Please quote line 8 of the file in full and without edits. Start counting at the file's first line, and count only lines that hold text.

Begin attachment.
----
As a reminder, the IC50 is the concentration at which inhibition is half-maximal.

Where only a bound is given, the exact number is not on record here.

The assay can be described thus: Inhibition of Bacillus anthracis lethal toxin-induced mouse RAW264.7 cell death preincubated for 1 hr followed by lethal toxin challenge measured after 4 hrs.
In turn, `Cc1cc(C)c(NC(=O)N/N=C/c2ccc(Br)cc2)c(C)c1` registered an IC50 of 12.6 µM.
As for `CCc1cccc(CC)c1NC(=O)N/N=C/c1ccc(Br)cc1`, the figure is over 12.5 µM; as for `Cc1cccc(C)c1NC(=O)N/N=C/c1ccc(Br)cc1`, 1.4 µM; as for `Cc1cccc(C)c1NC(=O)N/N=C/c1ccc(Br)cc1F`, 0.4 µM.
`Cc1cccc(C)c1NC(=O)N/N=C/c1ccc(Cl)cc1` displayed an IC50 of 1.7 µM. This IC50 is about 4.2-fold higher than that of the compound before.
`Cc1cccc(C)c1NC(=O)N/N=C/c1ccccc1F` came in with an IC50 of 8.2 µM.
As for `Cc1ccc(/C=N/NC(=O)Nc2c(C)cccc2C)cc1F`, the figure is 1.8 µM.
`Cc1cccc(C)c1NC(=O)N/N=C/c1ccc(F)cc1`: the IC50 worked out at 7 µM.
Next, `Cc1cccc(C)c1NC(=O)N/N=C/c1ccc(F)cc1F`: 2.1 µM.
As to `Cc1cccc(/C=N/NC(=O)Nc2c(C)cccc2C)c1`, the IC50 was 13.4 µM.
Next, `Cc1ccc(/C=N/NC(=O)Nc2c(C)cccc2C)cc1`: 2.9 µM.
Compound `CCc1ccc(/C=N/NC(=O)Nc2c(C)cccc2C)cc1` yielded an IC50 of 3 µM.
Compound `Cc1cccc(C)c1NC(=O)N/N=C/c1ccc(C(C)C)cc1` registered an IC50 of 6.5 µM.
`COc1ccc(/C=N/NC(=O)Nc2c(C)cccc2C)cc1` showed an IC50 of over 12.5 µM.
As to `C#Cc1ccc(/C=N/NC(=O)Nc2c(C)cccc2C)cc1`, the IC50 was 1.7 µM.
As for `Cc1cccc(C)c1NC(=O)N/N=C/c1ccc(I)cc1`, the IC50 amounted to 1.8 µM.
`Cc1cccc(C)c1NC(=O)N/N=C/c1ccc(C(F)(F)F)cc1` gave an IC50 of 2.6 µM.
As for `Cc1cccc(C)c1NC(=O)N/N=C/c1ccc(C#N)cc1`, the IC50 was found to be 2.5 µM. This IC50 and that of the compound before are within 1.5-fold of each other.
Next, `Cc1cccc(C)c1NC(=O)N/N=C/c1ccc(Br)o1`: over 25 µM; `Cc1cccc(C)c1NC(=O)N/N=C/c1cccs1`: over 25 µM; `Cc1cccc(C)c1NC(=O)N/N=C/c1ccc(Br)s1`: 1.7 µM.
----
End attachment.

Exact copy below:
As for `Cc1ccc(/C=N/NC(=O)Nc2c(C)cccc2C)cc1F`, the figure is 1.8 µM.